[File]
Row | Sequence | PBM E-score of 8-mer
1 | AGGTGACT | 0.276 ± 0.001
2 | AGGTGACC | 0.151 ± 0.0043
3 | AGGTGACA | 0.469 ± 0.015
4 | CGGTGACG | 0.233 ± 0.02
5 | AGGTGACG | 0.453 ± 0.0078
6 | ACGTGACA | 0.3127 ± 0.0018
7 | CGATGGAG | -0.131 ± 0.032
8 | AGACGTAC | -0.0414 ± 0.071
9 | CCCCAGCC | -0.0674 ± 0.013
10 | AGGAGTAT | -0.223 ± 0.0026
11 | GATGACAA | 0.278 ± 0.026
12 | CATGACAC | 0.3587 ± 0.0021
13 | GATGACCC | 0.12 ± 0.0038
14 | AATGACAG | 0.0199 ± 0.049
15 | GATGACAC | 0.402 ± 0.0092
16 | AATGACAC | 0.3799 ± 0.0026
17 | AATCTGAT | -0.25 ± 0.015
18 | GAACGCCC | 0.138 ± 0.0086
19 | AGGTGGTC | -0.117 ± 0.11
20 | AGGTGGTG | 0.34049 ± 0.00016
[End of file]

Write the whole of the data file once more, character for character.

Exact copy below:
Row | Sequence | PBM E-score of 8-mer
1 | AGGTGACT | 0.276 ± 0.001
2 | AGGTGACC | 0.151 ± 0.0043
3 | AGGTGACA | 0.469 ± 0.015
4 | CGGTGACG | 0.233 ± 0.02
5 | AGGTGACG | 0.453 ± 0.0078
6 | ACGTGACA | 0.3127 ± 0.0018
7 | CGATGGAG | -0.131 ± 0.032
8 | AGACGTAC | -0.0414 ± 0.071
9 | CCCCAGCC | -0.0674 ± 0.013
10 | AGGAGTAT | -0.223 ± 0.0026
11 | GATGACAA | 0.278 ± 0.026
12 | CATGACAC | 0.3587 ± 0.0021
13 | GATGACCC | 0.12 ± 0.0038
14 | AATGACAG | 0.0199 ± 0.049
15 | GATGACAC | 0.402 ± 0.0092
16 | AATGACAC | 0.3799 ± 0.0026
17 | AATCTGAT | -0.25 ± 0.015
18 | GAACGCCC | 0.138 ± 0.0086
19 | AGGTGGTC | -0.117 ± 0.11
20 | AGGTGGTG | 0.34049 ± 0.00016